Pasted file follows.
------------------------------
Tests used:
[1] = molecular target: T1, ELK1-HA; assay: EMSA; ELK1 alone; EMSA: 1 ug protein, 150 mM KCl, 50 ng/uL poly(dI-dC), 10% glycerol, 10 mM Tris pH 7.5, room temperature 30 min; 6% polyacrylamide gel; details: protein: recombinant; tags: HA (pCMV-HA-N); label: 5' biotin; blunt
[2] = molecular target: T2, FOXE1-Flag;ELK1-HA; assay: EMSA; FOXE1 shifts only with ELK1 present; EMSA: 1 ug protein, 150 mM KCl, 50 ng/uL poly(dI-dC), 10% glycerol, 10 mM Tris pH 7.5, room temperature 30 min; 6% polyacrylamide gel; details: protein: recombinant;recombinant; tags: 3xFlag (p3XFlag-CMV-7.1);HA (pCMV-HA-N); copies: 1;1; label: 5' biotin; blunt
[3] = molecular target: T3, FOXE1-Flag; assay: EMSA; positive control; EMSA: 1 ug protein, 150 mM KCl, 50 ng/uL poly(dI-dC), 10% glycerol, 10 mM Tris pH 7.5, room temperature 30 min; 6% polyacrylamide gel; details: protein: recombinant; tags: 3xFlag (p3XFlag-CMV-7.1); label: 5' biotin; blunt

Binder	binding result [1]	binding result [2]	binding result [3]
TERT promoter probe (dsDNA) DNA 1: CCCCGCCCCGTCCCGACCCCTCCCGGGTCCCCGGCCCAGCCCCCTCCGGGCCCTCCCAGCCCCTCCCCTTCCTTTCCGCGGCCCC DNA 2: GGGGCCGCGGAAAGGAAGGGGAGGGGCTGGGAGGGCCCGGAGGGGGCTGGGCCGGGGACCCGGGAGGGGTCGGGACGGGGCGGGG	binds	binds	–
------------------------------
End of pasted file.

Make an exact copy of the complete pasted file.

Tests used:
[1] = molecular target: T1, ELK1-HA; assay: EMSA; ELK1 alone; EMSA: 1 ug protein, 150 mM KCl, 50 ng/uL poly(dI-dC), 10% glycerol, 10 mM Tris pH 7.5, room temperature 30 min; 6% polyacrylamide gel; details: protein: recombinant; tags: HA (pCMV-HA-N); label: 5' biotin; blunt
[2] = molecular target: T2, FOXE1-Flag;ELK1-HA; assay: EMSA; FOXE1 shifts only with ELK1 present; EMSA: 1 ug protein, 150 mM KCl, 50 ng/uL poly(dI-dC), 10% glycerol, 10 mM Tris pH 7.5, room temperature 30 min; 6% polyacrylamide gel; details: protein: recombinant;recombinant; tags: 3xFlag (p3XFlag-CMV-7.1);HA (pCMV-HA-N); copies: 1;1; label: 5' biotin; blunt
[3] = molecular target: T3, FOXE1-Flag; assay: EMSA; positive control; EMSA: 1 ug protein, 150 mM KCl, 50 ng/uL poly(dI-dC), 10% glycerol, 10 mM Tris pH 7.5, room temperature 30 min; 6% polyacrylamide gel; details: protein: recombinant; tags: 3xFlag (p3XFlag-CMV-7.1); label: 5' biotin; blunt

Binder	binding result [1]	binding result [2]	binding result [3]
TERT promoter probe (dsDNA) DNA 1: CCCCGCCCCGTCCCGACCCCTCCCGGGTCCCCGGCCCAGCCCCCTCCGGGCCCTCCCAGCCCCTCCCCTTCCTTTCCGCGGCCCC DNA 2: GGGGCCGCGGAAAGGAAGGGGAGGGGCTGGGAGGGCCCGGAGGGGGCTGGGCCGGGGACCCGGGAGGGGTCGGGACGGGGCGGGG	binds	binds	–